I witnessed an amazing era of development in Kazakhstan when I moved to Almaty in 1994 as a legal advisor on a USAID-sponsored legal reform project.
Despite the great promise of those earlier years, this ex-Soviet republic with huge oil and metal deposits and a once-thriving exports with China and Russia is now facing a prolonged economic slump.
The price of oil and other commodities have crashed. Tax revenues have fallen by almost 20 percent and the national currency, the Kazakh tenge, is now worth less than half of its value two years ago. These are tough times for Kazakhstan’s 17 million people.
Making matters worse is an economy dominated by state-controlled industries. According to Kazakhstan’s long-time president, Nursultan Nazarbayev, the country’s sovereign wealth fund, Samruk-Kazyna, controls over 40% of the national GDP through a network of more than 500 subsidiaries. The total number of enterprises owned by the state exceeds 7,000.
President Nazarbayev has touted massive privatization as a free-market path to lift Kazakhstan out of its economic morass. His plan includes public placements on unspecified stock exchanges and competitive tenders open to both local and foreign investors.
The privatization program will cover all companies owned by the state, and the government will seek help and guidance from the OECD and multilateral financial institutions, the president said.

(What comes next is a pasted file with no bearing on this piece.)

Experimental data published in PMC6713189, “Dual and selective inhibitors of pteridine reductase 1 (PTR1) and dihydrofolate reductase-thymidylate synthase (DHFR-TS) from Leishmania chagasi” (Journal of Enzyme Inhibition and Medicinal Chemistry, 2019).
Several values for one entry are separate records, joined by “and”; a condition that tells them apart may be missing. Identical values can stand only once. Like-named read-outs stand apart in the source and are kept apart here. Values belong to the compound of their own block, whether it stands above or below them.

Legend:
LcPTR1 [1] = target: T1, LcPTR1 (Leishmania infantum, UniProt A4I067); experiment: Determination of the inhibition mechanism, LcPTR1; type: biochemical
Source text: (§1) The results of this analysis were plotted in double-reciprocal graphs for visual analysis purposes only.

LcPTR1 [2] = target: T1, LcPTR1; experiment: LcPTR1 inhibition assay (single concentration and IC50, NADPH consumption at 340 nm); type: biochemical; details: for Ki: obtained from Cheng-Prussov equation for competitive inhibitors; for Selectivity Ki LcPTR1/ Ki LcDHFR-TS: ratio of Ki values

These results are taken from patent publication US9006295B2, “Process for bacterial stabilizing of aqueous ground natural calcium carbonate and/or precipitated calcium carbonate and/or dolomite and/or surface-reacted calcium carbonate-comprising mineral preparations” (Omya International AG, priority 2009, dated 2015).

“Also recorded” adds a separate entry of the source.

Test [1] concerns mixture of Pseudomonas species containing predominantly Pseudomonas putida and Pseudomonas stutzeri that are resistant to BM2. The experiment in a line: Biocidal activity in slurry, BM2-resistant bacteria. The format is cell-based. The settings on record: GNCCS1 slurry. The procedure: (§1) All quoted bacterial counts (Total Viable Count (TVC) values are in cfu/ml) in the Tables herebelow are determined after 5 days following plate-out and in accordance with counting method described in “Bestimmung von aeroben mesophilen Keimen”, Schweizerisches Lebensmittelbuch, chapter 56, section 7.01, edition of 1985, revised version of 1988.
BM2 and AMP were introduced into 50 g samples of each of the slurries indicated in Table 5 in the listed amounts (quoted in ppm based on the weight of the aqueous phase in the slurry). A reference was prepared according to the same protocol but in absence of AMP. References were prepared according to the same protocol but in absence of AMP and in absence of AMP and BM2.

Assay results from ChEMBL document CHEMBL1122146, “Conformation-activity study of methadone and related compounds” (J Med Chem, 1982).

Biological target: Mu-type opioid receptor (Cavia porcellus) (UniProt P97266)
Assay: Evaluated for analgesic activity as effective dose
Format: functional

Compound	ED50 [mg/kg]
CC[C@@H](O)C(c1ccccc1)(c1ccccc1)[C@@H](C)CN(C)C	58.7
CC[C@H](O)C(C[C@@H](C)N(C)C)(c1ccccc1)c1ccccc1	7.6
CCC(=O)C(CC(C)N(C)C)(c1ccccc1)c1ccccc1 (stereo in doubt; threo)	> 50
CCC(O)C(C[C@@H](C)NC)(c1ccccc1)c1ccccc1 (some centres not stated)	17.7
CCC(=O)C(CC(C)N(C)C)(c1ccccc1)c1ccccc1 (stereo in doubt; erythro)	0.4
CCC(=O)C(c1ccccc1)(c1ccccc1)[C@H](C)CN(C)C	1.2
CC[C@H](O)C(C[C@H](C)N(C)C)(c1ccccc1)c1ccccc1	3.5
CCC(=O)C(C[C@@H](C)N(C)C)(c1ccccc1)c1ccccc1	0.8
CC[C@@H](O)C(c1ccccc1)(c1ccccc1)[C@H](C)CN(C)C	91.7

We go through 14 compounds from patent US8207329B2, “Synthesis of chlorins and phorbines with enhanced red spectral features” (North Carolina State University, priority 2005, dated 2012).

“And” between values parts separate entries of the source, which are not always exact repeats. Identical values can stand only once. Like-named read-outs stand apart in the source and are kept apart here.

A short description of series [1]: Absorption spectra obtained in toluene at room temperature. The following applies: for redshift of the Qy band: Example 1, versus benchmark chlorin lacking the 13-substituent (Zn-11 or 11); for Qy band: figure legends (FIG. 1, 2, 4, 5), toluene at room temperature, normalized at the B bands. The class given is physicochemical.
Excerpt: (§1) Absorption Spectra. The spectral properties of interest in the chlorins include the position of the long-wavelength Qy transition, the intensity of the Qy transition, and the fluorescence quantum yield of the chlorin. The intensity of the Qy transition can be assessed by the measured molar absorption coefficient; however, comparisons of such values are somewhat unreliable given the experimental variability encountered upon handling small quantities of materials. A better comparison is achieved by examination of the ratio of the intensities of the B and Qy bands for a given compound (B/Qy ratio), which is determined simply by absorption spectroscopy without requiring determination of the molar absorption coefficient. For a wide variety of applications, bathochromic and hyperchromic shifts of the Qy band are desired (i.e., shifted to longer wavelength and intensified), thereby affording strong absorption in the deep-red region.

Already the largest economy in the Central Asia and the Caucasus, Kazakhstan has traditionally welcomed foreign investment. It boasts the highest FDI-to-GDP ratio in emerging Europe and the Central Asia region. Clearly the proposed privatization would create enormous opportunities for more foreign investors.
Beyond the financial rewards, in the New Great Game tussle for influence in Central Asia, Kazakhstan is an important prize, and the United States has a vested interest in seeing it develop and prosper.
But there’s no denying that the Foreign Corrupt Practices Act will influence Kazakhstan’s upcoming privatization and continued development.
In the next post, I’ll look at the impact of the FCPA on prospective investments into Kazakhstan by American and U.S.-listed multinational companies.
Alex Nisengolts is a Chicago attorney focusing on cross-border M&A, electronic discovery, and investments and operations in Kazakhstan. He first traveled to Kazakhstan in 1994 as a legal advisor on a USAID-sponsored legal reform project and has been involved in Kazakh matters for the past two decades, for U.S. and Kazakh law firms and as a manager and senior manager for a Big Four international accounting firm. He can be reached here.